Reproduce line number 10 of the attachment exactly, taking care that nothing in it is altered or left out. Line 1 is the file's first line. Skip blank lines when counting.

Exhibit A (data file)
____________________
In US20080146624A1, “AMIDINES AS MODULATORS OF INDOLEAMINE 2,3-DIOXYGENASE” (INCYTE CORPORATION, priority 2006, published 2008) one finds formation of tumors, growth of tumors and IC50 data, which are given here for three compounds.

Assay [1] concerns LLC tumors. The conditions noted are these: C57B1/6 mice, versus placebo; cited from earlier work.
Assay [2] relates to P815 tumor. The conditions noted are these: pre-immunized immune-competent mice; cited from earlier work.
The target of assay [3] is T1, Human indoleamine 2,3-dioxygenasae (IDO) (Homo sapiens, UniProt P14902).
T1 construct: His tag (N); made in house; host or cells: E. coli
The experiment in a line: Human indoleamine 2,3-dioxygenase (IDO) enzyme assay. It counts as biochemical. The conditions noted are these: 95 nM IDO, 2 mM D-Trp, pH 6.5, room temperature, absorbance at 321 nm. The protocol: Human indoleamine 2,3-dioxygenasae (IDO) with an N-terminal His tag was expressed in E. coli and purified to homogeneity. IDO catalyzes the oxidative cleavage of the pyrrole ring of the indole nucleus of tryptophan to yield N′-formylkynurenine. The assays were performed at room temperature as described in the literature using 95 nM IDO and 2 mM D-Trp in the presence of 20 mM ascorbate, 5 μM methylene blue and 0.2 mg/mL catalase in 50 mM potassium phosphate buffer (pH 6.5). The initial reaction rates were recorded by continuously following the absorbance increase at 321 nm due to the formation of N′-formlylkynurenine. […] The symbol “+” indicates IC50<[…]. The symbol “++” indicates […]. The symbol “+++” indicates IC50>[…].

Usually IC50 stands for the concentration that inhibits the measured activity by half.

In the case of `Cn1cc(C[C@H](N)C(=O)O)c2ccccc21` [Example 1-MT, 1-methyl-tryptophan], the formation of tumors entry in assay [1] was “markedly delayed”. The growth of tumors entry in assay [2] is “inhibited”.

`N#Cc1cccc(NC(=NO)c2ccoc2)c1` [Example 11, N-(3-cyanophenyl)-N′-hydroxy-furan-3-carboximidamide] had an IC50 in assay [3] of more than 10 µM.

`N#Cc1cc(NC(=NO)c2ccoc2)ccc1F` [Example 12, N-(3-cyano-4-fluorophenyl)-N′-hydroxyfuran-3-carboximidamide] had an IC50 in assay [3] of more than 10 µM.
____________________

`N#Cc1cc(NC(=NO)c2ccoc2)ccc1F` [Example 12, N-(3-cyano-4-fluorophenyl)-N′-hydroxyfuran-3-carboximidamide] had an IC50 in assay [3] of more than 10 µM.